Finding a Local Bike Shop with a Good Vibe to Fit Your Style

by Jess Leong, HaveFunBiking.com

Trying to find a local bike shop can seem daunting and more work than it’s worth. However, a great local shop that fits your needs can be invaluable as time goes on. When trying to find the right shop you need to consider what you value most. Is it a knowledgeable staff person, a great selection, great or quick service, or etc?

A friendly bike shop store front that invites you in.

Friendly bike shop store front, showing accessibility and community involvement, is like a welcome mat inviting you in.

Everyone, from beginners to experienced cyclists, can find that choosing a bike shop can be a tough decision, especially with many shops in a given area. While confident and knowledgeable staff members are important – we all want advice from experts who know what they are talking about. But other factors should also be considered.

Stepping into a bike shop can be overwhelming, but it is a necessity to find the right fit for you.

Key Factors to Consider When Checking Out a Bike Shop:

Knowledgeable Staff

Knowledgeable staff members that can give reliable advice and speak in a way that you can understand is key. If they are using words that may be unfamiliar to you or are not willing to clearly explain it, this might not be the shop for you. They should know what they’re talking about. If they don’t know the answer, they should be willing to find the answer out for you. Even experts can get stumped on good questions!

Friendly and Reliable Staff

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Knowledgeable bike shop staff, not afraid to do a little research for you, is the key to a great experience.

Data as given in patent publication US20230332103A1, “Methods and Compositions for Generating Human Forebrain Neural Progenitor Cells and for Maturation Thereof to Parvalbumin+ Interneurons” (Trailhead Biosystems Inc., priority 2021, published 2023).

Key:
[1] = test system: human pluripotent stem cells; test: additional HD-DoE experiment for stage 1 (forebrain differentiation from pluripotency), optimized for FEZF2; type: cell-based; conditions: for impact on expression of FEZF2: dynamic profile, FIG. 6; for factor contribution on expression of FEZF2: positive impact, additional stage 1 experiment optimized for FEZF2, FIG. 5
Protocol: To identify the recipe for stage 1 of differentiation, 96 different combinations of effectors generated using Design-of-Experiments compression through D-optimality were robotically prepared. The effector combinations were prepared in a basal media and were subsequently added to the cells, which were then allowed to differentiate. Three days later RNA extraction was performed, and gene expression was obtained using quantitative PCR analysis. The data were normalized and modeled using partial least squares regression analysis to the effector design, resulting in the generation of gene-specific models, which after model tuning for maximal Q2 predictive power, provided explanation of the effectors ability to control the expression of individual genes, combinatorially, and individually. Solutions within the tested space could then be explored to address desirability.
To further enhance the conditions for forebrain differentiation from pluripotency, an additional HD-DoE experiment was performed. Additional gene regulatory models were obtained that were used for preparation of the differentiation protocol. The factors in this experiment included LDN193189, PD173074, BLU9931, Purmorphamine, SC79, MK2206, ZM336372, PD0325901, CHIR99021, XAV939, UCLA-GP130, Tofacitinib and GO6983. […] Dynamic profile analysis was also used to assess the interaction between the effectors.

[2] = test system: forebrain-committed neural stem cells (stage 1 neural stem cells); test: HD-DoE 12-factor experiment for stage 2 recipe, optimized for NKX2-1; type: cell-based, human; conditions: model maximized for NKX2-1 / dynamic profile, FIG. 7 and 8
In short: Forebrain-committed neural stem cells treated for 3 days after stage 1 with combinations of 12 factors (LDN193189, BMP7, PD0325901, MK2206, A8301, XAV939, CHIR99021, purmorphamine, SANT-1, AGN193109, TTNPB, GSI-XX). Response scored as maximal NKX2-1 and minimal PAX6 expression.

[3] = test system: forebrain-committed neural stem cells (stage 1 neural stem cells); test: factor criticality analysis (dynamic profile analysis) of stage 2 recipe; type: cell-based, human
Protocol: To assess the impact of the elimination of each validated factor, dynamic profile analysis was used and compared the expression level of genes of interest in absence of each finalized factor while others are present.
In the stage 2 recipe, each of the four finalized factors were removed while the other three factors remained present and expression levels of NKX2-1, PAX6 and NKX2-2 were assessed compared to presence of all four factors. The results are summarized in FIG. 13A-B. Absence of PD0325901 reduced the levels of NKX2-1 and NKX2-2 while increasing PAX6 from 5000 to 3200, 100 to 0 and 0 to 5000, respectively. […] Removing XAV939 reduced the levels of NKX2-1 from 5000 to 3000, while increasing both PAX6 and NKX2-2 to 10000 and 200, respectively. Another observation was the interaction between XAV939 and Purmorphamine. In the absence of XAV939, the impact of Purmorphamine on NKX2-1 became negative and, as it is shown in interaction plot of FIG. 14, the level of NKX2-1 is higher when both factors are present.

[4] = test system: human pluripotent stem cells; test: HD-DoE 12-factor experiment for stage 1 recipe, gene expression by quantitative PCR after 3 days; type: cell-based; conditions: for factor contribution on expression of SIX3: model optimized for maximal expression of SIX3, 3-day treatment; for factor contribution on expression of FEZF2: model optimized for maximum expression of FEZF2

Expect friendly and reliable staff members at the shop you visit. You should feel comfortable approaching and asking all of your biking questions – no matter how stupid you might think a question is. (There is no such thing as a ‘stupid question.’ So, feel free to ask away!) Additionally, these staff members should be people you can rely on for your biking needs. If they aren’t focused on what you’re there for and are pushing products at you that you don’t really need, then this can be a deal breaker. You want people – at least a mechanic – who love and understand bikes. After all, you need to feel comfortable in entrusting them with your wheels.

Product Options

A decent range of products should be within the shop, unless they are a specialty shop. You want to have options and be able to look at different items and products within the shop so you can find the best fit for you – if you need it.

A good bike shop will have a large assortment of cycling accessories and other essentials to make your #nextbikeadventure memorable.

Most bike shops have a large assortment of accessories and essentials to make your #nextbikeadventure memorable.